"Safety is always of paramount concern," the cable network said in a statement Wednesday. "We maintained the highest safety standards throughout production, higher in fact than any protocols existing in horse-racing anywhere with many fewer incidents than occur in racing or than befall horses normally in barns at night or pastures. While we maintained the highest safety standards possible, accidents unfortunately happen and it is impossible to guarantee they won't in the future. Accordingly, we have reached this difficult decision. We are immensely proud of this series, the writing, the acting, the film-making, the celebration of the culture of horses, and everyone involved in its creation."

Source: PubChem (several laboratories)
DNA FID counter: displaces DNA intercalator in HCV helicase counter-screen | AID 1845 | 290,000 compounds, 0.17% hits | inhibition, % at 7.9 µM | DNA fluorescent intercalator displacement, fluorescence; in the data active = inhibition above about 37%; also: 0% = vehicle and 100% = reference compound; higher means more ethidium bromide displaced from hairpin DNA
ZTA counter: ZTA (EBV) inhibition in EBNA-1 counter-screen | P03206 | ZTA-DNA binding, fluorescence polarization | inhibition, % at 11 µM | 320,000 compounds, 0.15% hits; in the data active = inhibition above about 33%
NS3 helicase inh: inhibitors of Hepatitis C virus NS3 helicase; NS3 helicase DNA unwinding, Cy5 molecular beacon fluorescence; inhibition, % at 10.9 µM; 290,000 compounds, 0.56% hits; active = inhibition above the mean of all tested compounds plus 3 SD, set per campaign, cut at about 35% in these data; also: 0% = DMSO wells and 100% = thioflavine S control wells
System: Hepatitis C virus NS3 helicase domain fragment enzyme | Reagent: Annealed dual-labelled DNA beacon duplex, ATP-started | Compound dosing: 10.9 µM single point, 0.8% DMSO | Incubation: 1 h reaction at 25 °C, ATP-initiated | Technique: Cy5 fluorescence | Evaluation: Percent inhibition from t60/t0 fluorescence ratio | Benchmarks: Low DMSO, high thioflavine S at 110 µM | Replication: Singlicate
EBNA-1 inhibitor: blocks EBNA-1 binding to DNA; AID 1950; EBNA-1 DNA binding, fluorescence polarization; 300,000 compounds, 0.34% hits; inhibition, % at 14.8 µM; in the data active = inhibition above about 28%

"The two of us loved this series, loved the cast, crew and writers," producers Michael Mann and David Milch said in a joint statement. "This has been a tremendous collaboration and one that we plan to continue in the future."
The announcement came after The Hollywood Reporter said a third horse had been injured on the set and euthanized this week, prompting People for the Ethical Treatment of Animals to call for its cancellation.